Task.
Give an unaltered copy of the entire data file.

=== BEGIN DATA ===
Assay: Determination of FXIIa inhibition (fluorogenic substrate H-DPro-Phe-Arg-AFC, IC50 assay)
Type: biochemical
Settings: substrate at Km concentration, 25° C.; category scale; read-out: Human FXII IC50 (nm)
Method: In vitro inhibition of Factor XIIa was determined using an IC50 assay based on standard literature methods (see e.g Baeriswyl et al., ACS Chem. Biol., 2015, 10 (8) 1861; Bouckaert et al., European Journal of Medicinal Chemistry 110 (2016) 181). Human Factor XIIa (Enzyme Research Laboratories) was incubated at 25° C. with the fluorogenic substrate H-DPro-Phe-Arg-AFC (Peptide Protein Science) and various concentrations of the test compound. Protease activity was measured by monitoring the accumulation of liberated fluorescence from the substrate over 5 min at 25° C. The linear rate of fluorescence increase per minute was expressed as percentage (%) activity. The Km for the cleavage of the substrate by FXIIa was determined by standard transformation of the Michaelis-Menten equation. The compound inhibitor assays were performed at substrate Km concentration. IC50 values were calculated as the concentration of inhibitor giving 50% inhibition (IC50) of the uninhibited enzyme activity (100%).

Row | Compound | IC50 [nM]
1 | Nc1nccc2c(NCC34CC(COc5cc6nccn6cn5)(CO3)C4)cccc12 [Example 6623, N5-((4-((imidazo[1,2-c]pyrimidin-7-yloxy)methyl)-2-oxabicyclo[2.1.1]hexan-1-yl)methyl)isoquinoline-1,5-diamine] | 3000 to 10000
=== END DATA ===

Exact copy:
Assay: Determination of FXIIa inhibition (fluorogenic substrate H-DPro-Phe-Arg-AFC, IC50 assay)
Type: biochemical
Settings: substrate at Km concentration, 25° C.; category scale; read-out: Human FXII IC50 (nm)
Method: In vitro inhibition of Factor XIIa was determined using an IC50 assay based on standard literature methods (see e.g Baeriswyl et al., ACS Chem. Biol., 2015, 10 (8) 1861; Bouckaert et al., European Journal of Medicinal Chemistry 110 (2016) 181). Human Factor XIIa (Enzyme Research Laboratories) was incubated at 25° C. with the fluorogenic substrate H-DPro-Phe-Arg-AFC (Peptide Protein Science) and various concentrations of the test compound. Protease activity was measured by monitoring the accumulation of liberated fluorescence from the substrate over 5 min at 25° C. The linear rate of fluorescence increase per minute was expressed as percentage (%) activity. The Km for the cleavage of the substrate by FXIIa was determined by standard transformation of the Michaelis-Menten equation. The compound inhibitor assays were performed at substrate Km concentration. IC50 values were calculated as the concentration of inhibitor giving 50% inhibition (IC50) of the uninhibited enzyme activity (100%).

Row | Compound | IC50 [nM]
1 | Nc1nccc2c(NCC34CC(COc5cc6nccn6cn5)(CO3)C4)cccc12 [Example 6623, N5-((4-((imidazo[1,2-c]pyrimidin-7-yloxy)methyl)-2-oxabicyclo[2.1.1]hexan-1-yl)methyl)isoquinoline-1,5-diamine] | 3000 to 10000